Labour says Argentinian court case raises questions for OIO
The Overseas Investment Office is investigating claims the foreign owners of the Onetai station in Taranaki were held responsible for polluting a river in Argentina in 2011.
The Onetai station was bought for $6 million through a trust, Coel & Muir, which was set up by secretive Panamanian law firm Mossack Fonseca.
Labour land information spokesman David Cunliffe said Argentinian businessmen Rafael and Federico Grozovsky, who the Overseas Investment Office (OIO) identified as the owners of the trust, "were found 'criminally responsible'" for polluting the Lujan river in Argentina.
That followed the release of toxic chemicals from a tannery company they owned, Magromer.
The OIO said it was looking into the matters which it said raised "serious issues".
An original ruling convicting Magromer and ordering the prosecution and seizure of assets worth up to 100,000 pesos (NZ$10,000) from each of the Grozovsky brothers was upheld on appeal, the documents obtained by Labour suggest.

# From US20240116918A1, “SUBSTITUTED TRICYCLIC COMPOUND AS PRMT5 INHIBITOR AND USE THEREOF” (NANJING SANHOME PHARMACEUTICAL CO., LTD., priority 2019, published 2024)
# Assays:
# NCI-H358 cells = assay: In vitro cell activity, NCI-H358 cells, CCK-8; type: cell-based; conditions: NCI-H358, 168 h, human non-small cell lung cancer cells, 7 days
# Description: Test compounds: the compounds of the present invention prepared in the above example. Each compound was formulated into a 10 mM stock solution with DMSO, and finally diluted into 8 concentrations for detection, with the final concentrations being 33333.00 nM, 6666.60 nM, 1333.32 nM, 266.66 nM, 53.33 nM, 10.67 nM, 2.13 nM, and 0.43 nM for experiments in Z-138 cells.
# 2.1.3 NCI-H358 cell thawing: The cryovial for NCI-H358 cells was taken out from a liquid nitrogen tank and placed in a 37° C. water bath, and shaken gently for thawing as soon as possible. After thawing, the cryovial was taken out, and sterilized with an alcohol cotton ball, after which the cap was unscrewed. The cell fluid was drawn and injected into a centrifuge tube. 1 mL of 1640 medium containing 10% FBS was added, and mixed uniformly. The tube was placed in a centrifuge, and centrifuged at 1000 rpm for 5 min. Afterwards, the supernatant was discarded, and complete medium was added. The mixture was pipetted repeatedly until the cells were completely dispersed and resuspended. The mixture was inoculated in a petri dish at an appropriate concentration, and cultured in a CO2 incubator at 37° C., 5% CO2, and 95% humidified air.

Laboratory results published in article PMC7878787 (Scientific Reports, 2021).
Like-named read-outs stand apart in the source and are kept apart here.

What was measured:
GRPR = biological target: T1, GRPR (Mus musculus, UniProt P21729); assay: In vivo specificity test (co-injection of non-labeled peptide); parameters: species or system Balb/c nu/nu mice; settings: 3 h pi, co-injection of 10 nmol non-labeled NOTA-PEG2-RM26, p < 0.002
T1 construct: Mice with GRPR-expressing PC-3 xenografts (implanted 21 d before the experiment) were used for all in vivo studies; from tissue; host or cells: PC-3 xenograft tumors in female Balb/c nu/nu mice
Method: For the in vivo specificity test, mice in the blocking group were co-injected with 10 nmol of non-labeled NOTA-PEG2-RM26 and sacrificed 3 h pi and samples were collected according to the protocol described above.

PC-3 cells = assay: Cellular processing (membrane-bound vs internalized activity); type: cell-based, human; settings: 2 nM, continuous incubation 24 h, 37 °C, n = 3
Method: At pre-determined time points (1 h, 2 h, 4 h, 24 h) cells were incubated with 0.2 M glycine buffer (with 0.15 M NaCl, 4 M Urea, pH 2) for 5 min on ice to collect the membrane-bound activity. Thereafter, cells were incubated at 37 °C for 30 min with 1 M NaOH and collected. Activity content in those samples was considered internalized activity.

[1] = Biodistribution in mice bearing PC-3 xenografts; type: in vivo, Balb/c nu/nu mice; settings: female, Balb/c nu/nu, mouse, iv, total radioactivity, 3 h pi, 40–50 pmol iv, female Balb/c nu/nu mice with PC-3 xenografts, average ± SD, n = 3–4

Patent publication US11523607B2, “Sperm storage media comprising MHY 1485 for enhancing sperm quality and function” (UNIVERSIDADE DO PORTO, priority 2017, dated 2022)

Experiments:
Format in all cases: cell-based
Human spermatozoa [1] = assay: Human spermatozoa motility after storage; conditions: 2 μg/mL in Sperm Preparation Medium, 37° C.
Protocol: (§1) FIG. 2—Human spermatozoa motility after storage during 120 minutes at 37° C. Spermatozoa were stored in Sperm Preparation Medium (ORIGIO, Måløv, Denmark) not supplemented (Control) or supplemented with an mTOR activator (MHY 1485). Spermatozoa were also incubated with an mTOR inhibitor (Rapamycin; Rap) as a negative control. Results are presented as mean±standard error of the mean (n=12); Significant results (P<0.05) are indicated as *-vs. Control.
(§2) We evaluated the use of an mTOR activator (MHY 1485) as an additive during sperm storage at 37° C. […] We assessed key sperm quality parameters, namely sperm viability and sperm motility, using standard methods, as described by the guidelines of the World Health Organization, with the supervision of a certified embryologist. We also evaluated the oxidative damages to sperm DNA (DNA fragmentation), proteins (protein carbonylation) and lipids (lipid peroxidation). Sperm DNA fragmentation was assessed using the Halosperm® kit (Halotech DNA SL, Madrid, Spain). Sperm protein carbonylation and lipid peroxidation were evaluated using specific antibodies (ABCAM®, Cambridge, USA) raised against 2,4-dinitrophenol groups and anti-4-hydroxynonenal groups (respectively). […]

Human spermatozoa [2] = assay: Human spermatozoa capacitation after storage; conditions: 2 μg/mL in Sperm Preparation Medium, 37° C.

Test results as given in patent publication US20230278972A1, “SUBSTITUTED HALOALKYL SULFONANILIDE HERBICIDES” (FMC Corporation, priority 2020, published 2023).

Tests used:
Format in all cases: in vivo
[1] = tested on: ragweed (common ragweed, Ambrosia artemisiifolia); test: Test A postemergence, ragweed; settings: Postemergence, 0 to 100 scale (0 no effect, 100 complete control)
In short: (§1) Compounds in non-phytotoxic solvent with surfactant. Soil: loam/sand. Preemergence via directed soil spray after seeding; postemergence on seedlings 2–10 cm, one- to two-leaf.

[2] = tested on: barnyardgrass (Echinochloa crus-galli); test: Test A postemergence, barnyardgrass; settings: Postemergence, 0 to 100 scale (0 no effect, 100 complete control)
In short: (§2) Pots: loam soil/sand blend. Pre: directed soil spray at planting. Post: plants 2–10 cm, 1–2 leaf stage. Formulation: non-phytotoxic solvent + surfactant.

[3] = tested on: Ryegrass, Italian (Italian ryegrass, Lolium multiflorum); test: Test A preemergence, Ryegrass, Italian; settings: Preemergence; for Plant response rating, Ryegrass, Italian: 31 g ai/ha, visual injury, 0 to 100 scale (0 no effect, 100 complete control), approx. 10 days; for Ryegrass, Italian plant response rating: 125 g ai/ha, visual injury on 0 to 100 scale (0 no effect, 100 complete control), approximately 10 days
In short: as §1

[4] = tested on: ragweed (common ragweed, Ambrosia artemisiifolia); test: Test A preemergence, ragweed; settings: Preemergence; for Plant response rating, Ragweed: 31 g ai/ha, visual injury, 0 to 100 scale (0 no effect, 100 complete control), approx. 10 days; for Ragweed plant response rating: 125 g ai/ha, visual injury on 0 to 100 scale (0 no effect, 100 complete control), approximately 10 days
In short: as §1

Cunliffe said the incident raised the question of how the businessmen were able to meet a character test required by the OIO prior to it approving the Onetai station purchase.
Finance Minister Bill English and then Land Information Minister Maurice Williamson approved the sale of the farm in 2014 on the recommendation of the OIO.
It advised them Coel & Muir was ultimately owned by the Grozovsky brothers, who ran a 400-person tanning business they inherited from their grandfather.
The Onetai station was in a "run down" state with an estimated 2000 feral goats roaming the property and surrounding bush, the OIO said.
It said the Grozovsky brothers planned to tackle the goat and other pest problems and breed polo ponies at the farm for export around the world.
The OIO appears to have been uncertain about Coel & Muir's ownership after receiving its purchase application for the Onetai station from law firm Kensington Swan.
A Panamanian public deed, translated from Spanish, identified three Uruguayan residents – Marcelo Saul Rivero Sosa, Nestor Gustavo Cardozo Garcia and Gustavo Daniel Chaves Mantaras – as Coel & Muir's "first directors and officers".
Kensington Swan told the OIO that Coel & Muir was a "blind trust" that was controlled by the Grozovsky brothers through a power of attorney, according to an OIO memo released to Stuff after an appeal to the Ombudsman.
OIO group manager Annelies McClure said it was advised on November 20, 2013 by Coel & Muir's legal advisers that the Grozovsky brothers were the 100 per cent shareholders of Coel & Muir and that information was verified by statutory declarations signed by the brothers.